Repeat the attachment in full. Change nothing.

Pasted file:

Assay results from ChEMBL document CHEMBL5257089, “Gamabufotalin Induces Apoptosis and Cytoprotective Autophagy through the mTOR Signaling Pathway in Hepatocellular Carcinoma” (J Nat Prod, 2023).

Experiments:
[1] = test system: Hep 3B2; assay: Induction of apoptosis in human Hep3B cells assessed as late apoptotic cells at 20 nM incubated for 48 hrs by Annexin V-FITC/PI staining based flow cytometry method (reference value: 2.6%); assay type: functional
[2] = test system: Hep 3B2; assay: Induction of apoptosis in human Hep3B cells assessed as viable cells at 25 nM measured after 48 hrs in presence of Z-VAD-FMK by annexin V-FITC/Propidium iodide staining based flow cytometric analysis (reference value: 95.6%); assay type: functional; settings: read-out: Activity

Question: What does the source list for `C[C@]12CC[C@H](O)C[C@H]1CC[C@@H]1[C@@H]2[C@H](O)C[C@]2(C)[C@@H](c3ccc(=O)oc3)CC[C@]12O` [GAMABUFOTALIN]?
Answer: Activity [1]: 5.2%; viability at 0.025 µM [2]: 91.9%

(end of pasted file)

Assay results from ChEMBL document CHEMBL5257089, “Gamabufotalin Induces Apoptosis and Cytoprotective Autophagy through the mTOR Signaling Pathway in Hepatocellular Carcinoma” (J Nat Prod, 2023).

Experiments:
[1] = test system: Hep 3B2; assay: Induction of apoptosis in human Hep3B cells assessed as late apoptotic cells at 20 nM incubated for 48 hrs by Annexin V-FITC/PI staining based flow cytometry method (reference value: 2.6%); assay type: functional
[2] = test system: Hep 3B2; assay: Induction of apoptosis in human Hep3B cells assessed as viable cells at 25 nM measured after 48 hrs in presence of Z-VAD-FMK by annexin V-FITC/Propidium iodide staining based flow cytometric analysis (reference value: 95.6%); assay type: functional; settings: read-out: Activity

Question: What does the source list for `C[C@]12CC[C@H](O)C[C@H]1CC[C@@H]1[C@@H]2[C@H](O)C[C@]2(C)[C@@H](c3ccc(=O)oc3)CC[C@]12O` [GAMABUFOTALIN]?
Answer: Activity [1]: 5.2%; viability at 0.025 µM [2]: 91.9%